What are grommets?
Grommets are small plastic tubes that are inserted into your child’s ear drum. Grommets improve the middle ear They usually stay in for 12 months after which they fall out on their own.
Why are grommets beneficial?
The operation removes the glue from you child’s ears, improve the middle ear function and prevent recurrence of glue. Children’s hearing usually improves soon after the procedure.
Grommets also reduce the number and severity of ear infections.
How are grommets performed?
Grommets are quick and straightforward day case procedure involving a general anaesthetic. Recovery is usually painless and children can return to school within a few days.
What are the risks of grommets?
Grommets are a very quick and safe procedure.
The risks are as follows:
- Infection (usually precipitated by water entering the ears).
- Persistent leaking from the ears (otorrhea) can occur in children with recurrent ear infections. This can be treated with short course of antibiotic ear drops.
- Occasionally the grommet falls out earlier than expected, however usually this causes no issues.
- Rarely grommets do not come out on their own and can cause recurrent infections in the long term and may need to be removed.
- A hole in the ear drum that does not heal (1% risk)- this can lead to infections and may require repair when the child is older
- Scarring of the ear drum (tympanosclerosis)- this does not usually cause any problems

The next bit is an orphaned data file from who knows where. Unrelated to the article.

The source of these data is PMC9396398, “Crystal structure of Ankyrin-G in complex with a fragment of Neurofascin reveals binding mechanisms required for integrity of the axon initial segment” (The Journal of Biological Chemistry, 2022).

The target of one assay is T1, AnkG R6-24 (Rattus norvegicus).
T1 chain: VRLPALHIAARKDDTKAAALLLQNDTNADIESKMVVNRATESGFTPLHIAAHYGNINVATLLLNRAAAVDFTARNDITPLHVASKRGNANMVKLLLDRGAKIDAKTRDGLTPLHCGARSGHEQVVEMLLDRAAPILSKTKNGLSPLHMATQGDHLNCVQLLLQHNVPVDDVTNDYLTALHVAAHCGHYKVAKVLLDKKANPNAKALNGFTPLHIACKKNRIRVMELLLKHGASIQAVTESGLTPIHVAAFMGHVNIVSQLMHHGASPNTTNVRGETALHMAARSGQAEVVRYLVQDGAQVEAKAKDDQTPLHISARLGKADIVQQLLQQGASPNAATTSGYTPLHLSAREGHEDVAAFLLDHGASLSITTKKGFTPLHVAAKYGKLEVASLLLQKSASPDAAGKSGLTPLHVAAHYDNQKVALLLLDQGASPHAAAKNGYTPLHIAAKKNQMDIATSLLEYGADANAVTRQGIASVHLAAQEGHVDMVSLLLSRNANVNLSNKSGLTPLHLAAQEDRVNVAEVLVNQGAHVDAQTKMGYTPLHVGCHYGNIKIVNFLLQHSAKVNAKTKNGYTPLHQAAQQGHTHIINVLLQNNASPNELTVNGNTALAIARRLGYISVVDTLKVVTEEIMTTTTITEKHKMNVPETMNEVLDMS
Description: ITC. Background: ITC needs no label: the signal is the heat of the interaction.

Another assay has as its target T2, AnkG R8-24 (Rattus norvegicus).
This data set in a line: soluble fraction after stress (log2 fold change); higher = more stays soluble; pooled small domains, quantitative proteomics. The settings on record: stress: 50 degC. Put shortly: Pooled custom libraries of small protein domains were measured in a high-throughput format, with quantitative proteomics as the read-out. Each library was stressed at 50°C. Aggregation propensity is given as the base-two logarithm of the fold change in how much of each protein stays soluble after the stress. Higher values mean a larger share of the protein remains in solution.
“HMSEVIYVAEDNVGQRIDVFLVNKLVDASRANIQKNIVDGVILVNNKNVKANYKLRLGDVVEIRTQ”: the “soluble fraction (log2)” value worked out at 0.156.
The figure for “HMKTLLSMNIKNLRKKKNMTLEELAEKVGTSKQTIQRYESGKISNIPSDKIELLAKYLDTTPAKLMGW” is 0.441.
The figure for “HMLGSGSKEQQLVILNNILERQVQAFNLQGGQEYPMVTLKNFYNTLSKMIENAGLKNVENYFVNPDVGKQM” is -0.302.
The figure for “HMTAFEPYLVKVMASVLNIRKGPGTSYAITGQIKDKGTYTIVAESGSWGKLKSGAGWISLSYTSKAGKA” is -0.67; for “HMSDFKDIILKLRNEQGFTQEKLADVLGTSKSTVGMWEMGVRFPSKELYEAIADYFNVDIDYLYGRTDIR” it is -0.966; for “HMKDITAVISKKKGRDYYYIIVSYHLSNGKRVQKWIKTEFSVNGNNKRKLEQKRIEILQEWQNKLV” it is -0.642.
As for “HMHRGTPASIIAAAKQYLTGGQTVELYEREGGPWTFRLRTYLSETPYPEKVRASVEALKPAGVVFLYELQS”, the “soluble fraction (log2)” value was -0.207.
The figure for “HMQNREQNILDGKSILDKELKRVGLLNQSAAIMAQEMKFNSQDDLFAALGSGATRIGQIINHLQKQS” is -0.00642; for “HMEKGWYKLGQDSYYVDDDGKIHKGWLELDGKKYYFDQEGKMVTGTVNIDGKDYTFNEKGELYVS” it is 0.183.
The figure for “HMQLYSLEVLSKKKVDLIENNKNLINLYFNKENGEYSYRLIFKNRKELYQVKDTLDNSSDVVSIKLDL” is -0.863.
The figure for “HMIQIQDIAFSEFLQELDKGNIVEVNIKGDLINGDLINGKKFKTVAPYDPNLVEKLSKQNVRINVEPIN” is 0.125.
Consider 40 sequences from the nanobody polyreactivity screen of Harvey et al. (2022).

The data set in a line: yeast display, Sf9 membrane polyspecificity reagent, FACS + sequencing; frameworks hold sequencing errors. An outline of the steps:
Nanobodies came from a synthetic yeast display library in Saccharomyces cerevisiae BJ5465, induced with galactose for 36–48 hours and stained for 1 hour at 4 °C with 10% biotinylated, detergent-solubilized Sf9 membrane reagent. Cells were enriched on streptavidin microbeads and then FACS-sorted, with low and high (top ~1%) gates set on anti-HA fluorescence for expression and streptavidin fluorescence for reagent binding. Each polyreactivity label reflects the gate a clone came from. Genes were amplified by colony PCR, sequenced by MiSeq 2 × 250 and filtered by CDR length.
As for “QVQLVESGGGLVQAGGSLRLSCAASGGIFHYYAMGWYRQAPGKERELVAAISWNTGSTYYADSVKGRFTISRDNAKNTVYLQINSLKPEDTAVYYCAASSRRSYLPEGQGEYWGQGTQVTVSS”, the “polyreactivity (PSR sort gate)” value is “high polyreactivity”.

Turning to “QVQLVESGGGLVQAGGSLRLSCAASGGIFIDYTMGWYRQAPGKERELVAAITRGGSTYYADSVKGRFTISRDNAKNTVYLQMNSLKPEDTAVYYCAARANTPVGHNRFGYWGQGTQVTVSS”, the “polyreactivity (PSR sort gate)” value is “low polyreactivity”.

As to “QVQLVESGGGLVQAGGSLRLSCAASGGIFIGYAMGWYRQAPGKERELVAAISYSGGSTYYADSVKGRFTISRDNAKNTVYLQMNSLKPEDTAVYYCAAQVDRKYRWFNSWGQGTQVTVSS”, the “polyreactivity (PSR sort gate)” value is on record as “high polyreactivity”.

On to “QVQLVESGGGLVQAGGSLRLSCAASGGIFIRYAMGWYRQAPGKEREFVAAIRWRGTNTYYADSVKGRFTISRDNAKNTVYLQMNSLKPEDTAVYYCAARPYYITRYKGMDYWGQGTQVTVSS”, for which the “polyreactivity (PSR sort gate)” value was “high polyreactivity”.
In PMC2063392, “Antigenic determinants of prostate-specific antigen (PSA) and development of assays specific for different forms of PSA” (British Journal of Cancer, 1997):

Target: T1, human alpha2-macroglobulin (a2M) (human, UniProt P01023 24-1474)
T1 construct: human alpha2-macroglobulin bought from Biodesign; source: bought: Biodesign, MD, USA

What are the alternatives to grommets?
- Hearing aids
- For recurrent ear infections a long term dose of low dose antibiotic (as above)
What is the after care and recovery post grommets?
Children usually recover within 1-2 days following grommet insertion and can return to school after this if they are well. Some care needs to be taken to prevent water entering your child’s ears in the initial postoperative period (see below)
Can my child swim / wash their hair with grommets?
I usually suggest that children avoid swimming for the first 2 weeks following grommet insertion to allow the ear drum to heal. In this period it is also useful to minimise hair washing and use ear plugs or cotton balls soaked with Vaseline in the ear during baths.
After this period swimming doesn’t tend to cause too many problems. Use of a moulded ear plug with a swimming cap can be considered if there is concern regarding ear infections.
Diving should be avoided as it is associated with a higher pressure and thus may lead to water being forced in to the middle ear and subsequent infections with grommets. If your child has any pain, ear discharge or fevers then antibiotic drops may be required.